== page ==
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Marketing Strategy Examples From 5 Dominating Brands


What is a marketing strategy?

A marketing strategy is your plan for funneling your marketing budget, time, and creativity toward engaging potential customers and generating interest in your products or services. With a marketing strategy, you can bring together what you know about your customers and what they look for when considering products or services in your industry with your creativity. You can then use this to create a plan to nurture those customers across various platforms. Your marketing goal is to drive growth through brand recognition, increased purchases, and loyalty.

Why are marketing strategies important?

A marketing strategy requires you to carefully plan what you want to accomplish. Documenting the strategy you’ll use, the objectives you’re working toward, and the metrics you’ll use to measure progress can increase your chances of success. In fact, 65% of the most successful marketers reported beginning their campaigns with a documented strategy. On the other hand, only 14% of the least successful marketers had a documented strategy. Building a concrete strategy can help bring your team together and improve communication. Everyone on the marketing team has a clear understanding of business goals, the metrics used to measure their online marketing success, and the strategy they’ll use to get there. Working toward a common endpoint ensures they remain on task. It also creates better accountability within the team, as each team member knows what’s expected of them. The plan can help your team know the types of content they want to create for the different platforms involved in the campaign. Altogether, documented, well-strategized marketing campaigns become more cohesive, successful endeavors.

6 main marketing strategy types

Below are six main types of marketing strategies that brands employ when working to engage their target customers. Content marketing

Content marketing describes the brand strategy of creating content that customers will turn to and trust as they seek more information about a particular industry or solve a particular pain point. The content aims to provide potential customers with answers and information so they view the business as a valued resource. When the time comes to make a purchase, they’ll then buy from the business they trust. However, the material produced doesn’t have to be text alone—it can also include video and other imagery. For example, let’s say a brand wants to target gourmet coffee lovers. They might use content marketing and produce content that educates people on topics like how to properly brew coffee beans for maximum taste, cultivation techniques in different regions, or the differences between types of coffee beans. The customer may then come to see the brand as a valuable resource and trust them when they decide to buy their next bag of gourmet coffee. Inbound marketing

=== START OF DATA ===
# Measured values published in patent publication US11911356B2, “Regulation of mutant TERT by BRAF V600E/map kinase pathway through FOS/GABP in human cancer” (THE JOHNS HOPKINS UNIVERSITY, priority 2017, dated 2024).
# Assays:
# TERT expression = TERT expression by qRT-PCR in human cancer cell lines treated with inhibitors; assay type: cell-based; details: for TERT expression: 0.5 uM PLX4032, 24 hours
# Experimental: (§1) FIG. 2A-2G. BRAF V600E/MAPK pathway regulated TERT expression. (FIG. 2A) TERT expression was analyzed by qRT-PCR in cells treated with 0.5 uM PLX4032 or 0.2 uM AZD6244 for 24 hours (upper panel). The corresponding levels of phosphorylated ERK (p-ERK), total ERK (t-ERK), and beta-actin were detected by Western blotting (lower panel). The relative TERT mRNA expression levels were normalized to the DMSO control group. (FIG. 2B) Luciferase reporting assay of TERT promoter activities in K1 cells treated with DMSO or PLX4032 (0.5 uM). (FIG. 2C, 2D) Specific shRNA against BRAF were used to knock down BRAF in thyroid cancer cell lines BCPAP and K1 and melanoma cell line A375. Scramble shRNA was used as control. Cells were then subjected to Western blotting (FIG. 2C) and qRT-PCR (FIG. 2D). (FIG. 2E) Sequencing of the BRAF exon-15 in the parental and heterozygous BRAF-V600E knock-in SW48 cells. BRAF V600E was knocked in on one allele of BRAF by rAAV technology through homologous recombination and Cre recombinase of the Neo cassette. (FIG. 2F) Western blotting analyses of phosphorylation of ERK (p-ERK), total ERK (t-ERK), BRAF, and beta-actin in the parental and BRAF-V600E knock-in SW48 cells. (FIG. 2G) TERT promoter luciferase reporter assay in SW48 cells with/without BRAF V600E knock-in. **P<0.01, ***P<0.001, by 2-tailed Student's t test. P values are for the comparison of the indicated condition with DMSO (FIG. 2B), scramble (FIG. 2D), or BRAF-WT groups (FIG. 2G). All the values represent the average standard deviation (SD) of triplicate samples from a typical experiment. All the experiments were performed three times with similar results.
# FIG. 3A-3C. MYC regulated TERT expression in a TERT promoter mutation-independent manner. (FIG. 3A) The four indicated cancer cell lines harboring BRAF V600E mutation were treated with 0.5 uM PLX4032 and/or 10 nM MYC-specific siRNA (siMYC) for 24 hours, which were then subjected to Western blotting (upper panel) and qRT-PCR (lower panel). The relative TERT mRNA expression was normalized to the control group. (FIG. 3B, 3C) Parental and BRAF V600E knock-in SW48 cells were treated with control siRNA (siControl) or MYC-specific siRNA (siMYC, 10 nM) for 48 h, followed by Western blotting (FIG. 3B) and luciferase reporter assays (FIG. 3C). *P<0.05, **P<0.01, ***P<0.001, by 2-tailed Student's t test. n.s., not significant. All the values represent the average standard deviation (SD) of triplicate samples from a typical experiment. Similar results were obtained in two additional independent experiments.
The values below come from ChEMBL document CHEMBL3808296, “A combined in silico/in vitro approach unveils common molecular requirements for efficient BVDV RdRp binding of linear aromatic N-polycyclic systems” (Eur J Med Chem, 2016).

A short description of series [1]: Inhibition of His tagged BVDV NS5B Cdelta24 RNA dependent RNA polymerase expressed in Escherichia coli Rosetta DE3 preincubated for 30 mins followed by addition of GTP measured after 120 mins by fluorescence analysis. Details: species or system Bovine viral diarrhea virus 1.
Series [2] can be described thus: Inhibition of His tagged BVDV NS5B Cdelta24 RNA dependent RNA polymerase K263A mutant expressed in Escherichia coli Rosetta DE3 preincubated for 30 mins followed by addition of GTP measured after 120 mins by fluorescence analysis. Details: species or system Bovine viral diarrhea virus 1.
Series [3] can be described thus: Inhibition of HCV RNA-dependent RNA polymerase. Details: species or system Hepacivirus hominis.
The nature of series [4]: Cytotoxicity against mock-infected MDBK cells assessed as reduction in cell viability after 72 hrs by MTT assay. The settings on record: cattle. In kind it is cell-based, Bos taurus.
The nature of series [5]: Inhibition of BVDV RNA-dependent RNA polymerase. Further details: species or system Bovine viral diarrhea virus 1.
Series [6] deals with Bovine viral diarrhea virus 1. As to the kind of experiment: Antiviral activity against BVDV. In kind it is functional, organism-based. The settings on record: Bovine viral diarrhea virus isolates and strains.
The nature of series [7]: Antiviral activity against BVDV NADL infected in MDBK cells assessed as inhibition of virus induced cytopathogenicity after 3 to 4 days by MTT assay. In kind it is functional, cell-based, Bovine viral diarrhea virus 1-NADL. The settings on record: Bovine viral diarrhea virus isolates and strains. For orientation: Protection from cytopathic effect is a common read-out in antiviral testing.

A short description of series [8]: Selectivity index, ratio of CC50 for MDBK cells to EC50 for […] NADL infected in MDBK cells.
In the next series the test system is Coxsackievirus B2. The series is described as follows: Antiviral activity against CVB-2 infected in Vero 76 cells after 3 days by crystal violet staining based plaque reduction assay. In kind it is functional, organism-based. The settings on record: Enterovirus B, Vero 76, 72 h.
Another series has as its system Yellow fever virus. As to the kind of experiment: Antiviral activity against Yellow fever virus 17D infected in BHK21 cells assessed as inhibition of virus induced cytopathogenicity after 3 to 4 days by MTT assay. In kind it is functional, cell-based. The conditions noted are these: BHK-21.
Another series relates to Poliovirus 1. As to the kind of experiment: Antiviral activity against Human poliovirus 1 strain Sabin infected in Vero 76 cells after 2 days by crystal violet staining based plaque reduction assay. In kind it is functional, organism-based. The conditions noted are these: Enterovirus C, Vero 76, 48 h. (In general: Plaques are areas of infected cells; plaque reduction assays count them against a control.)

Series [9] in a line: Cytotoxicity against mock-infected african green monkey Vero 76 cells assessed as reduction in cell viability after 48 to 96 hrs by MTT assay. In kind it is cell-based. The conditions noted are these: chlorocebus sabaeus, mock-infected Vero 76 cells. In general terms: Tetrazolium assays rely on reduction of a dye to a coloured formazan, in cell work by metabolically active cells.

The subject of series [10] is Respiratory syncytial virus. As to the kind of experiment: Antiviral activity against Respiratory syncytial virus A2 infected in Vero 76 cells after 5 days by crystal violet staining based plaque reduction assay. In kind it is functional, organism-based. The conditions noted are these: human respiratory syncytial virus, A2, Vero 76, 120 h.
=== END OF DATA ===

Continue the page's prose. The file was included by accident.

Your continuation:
With inbound marketing, brands focus less on pushing advertising out in front of customers and more on producing high-quality material that will naturally attract customers interested in researching and then buying within the business’s sector. It comprises a core marketing tactic for digital marketing. The focus of inbound marketing lies with attracting the attention of customers rather than interrupting them as they navigate social media, television, or other common marketing channels. Consider a small business that offers computer repair services. The business knows that when people start experiencing problems with their PCs, they’re likely to search for answers online. Using inbound marketing, this business can create high-quality content that explains what different computer symptoms might mean. They might offer solutions for some easy fixes, establishing their credibility, but they might also let potential customers know when they need to come and visit the business for a true fix. Social media marketing

With social media marketing, brands might promote themselves across social media platforms like Facebook, Instagram, and Twitter. The goal is to build online communities around their businesses while also creating paid ads that encourage new people to visit their social media pages or otherwise engage with their brand. Consider a local restaurant that wants to target people looking for a casual establishment for Friday nights with friends. They might create a Facebook event that promotes their trivia nights. They might also engage customers by making a Facebook post with warm-up questions and replying to people’s comments by inviting them to visit the restaurant to keep playing. These engagements build a community around the brand, creating a positive impression and encouraging customers to patronize the establishment. Search engine optimization